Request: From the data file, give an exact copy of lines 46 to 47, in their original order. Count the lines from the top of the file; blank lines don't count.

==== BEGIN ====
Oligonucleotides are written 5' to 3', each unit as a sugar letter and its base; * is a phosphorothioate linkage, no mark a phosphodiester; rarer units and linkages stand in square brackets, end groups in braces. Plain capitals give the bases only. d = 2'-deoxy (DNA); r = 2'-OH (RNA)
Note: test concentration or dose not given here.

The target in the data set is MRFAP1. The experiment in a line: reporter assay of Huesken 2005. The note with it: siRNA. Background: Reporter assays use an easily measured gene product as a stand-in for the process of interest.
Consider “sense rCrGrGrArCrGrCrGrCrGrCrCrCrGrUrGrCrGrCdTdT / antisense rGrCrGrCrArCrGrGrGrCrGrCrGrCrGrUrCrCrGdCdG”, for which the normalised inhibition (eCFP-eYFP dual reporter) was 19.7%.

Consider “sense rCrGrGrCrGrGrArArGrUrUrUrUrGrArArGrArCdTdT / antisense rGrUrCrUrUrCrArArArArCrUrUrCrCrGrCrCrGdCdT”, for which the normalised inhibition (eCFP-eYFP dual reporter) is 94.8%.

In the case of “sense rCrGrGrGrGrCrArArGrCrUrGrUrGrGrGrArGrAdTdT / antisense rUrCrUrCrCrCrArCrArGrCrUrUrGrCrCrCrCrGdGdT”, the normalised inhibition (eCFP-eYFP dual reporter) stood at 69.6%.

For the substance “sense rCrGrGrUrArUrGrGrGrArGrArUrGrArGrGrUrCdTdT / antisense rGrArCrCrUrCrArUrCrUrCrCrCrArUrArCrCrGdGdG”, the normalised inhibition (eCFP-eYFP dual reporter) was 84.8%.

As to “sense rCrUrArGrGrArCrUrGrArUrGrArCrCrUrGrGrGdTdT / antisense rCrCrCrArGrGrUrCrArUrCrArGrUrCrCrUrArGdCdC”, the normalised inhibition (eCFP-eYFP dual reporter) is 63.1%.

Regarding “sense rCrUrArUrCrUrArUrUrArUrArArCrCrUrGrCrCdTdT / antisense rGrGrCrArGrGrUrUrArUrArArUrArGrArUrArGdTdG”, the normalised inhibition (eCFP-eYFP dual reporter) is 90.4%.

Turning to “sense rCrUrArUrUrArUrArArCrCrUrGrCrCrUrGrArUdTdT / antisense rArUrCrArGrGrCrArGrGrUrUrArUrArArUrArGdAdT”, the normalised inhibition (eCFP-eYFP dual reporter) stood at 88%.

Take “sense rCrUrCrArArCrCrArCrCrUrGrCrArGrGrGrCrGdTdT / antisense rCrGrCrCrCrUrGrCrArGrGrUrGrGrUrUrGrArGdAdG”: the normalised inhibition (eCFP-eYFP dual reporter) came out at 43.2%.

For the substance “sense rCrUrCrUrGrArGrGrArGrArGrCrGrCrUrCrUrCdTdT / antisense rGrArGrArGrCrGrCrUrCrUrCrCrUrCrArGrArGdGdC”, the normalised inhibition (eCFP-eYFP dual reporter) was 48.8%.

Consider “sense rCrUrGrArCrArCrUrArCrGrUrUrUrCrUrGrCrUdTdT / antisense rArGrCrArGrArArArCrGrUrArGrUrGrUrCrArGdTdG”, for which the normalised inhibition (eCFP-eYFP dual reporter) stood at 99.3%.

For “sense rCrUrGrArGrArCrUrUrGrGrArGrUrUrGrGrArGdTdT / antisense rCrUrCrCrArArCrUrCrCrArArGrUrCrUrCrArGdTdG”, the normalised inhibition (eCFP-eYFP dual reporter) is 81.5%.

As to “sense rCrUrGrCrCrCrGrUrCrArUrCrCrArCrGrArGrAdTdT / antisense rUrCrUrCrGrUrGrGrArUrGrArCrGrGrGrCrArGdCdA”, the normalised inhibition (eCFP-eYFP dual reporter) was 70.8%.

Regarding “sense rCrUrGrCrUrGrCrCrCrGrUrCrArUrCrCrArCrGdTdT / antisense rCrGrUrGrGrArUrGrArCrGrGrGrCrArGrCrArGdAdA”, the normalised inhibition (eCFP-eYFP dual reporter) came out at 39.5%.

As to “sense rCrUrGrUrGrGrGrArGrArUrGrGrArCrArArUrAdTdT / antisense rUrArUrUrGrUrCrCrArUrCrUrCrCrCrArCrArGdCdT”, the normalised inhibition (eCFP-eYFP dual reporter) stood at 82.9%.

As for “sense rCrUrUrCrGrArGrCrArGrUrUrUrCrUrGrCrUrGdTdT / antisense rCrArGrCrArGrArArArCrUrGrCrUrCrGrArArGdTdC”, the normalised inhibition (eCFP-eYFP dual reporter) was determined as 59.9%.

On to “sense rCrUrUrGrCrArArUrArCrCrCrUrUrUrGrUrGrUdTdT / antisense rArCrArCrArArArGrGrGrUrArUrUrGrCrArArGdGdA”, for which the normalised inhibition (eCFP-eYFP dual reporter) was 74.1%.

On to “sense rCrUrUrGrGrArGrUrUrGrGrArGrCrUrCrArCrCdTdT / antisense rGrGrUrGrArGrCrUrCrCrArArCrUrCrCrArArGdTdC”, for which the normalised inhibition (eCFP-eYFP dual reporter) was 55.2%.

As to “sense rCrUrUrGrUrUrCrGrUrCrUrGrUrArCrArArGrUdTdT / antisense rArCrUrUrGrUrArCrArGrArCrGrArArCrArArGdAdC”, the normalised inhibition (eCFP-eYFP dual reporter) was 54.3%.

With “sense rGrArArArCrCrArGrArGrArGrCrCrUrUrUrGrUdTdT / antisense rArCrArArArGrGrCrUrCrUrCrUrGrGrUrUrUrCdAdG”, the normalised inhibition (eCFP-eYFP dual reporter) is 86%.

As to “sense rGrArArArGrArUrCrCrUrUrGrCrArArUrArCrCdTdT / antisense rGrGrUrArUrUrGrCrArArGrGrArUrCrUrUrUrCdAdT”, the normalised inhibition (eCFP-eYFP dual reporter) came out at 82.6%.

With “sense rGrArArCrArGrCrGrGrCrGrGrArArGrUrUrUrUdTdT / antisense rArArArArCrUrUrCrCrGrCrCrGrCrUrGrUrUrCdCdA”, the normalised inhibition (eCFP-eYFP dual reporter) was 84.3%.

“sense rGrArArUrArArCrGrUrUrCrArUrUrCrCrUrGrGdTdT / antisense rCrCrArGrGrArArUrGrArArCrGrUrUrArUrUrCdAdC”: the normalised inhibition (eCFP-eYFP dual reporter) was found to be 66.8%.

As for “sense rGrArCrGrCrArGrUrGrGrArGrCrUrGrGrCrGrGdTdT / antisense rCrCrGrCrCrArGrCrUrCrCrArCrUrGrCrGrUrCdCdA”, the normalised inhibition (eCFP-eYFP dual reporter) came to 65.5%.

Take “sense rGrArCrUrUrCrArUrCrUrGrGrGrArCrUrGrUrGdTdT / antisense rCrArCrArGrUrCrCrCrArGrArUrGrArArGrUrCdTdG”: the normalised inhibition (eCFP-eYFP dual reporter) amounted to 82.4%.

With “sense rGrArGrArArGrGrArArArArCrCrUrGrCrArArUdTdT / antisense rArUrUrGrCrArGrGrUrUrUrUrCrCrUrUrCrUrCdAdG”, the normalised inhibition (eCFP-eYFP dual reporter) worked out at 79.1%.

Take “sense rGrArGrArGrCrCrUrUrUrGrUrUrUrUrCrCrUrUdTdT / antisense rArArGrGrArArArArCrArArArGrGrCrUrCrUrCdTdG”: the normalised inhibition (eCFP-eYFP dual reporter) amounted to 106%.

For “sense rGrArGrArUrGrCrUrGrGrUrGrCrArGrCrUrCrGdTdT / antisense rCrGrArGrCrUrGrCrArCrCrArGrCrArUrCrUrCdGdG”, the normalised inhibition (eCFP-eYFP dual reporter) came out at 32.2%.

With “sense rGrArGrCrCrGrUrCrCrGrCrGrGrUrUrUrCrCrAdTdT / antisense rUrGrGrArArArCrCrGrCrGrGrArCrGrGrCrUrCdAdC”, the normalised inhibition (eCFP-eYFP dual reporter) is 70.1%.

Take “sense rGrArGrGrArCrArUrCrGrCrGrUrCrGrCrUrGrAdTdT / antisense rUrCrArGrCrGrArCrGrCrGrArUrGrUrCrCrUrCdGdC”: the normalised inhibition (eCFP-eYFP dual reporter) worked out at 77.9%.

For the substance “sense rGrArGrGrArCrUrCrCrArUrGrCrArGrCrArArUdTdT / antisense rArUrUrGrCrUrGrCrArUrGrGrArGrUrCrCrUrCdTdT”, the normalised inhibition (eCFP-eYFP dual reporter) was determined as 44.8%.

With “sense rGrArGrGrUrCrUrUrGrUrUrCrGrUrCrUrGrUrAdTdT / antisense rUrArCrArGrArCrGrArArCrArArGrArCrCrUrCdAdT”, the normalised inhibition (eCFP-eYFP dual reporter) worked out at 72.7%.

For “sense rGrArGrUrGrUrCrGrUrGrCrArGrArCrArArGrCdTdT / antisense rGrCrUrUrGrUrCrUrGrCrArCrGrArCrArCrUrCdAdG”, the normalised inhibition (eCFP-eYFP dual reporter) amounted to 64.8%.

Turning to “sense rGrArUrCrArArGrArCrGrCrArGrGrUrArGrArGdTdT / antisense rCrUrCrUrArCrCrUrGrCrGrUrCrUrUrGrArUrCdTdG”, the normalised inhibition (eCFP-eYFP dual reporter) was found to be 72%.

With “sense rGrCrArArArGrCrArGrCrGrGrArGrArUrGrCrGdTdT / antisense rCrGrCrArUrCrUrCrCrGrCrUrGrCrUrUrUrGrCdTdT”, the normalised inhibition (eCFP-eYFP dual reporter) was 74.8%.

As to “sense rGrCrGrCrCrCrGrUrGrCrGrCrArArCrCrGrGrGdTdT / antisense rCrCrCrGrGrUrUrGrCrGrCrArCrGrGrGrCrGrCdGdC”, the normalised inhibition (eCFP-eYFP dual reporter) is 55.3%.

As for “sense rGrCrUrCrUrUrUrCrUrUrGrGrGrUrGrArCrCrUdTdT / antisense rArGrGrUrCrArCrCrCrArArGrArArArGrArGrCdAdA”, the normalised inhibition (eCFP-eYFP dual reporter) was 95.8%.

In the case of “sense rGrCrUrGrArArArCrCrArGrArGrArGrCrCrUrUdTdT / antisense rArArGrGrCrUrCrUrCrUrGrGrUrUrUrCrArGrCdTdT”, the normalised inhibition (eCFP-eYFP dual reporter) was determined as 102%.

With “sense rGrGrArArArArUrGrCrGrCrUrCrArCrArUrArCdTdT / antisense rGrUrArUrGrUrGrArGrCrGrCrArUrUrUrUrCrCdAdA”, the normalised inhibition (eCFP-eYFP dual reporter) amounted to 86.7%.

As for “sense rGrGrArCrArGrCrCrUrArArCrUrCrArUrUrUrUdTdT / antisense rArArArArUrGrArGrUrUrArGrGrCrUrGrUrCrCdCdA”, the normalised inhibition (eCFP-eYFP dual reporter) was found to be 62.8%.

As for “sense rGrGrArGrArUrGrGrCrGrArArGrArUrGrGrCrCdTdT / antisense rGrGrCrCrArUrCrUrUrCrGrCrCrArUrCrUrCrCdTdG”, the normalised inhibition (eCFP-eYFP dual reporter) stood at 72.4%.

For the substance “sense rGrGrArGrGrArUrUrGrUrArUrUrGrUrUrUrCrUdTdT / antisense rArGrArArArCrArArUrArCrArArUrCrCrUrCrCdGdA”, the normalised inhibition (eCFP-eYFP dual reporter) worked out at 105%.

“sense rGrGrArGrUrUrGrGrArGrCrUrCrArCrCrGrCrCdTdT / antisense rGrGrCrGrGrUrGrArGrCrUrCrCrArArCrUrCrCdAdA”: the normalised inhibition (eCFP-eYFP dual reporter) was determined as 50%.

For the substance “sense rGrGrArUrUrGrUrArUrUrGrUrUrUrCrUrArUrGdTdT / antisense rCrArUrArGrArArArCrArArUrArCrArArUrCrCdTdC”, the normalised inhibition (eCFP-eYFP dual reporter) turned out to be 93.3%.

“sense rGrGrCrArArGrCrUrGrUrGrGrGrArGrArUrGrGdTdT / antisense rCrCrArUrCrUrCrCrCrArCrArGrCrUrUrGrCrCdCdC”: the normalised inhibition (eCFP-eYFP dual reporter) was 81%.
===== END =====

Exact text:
For the substance “sense rGrGrArUrUrGrUrArUrUrGrUrUrUrCrUrArUrGdTdT / antisense rCrArUrArGrArArArCrArArUrArCrArArUrCrCdTdC”, the normalised inhibition (eCFP-eYFP dual reporter) turned out to be 93.3%.

“sense rGrGrCrArArGrCrUrGrUrGrGrGrArGrArUrGrGdTdT / antisense rCrCrArUrCrUrCrCrCrArCrArGrCrUrUrGrCrCdCdC”: the normalised inhibition (eCFP-eYFP dual reporter) was 81%.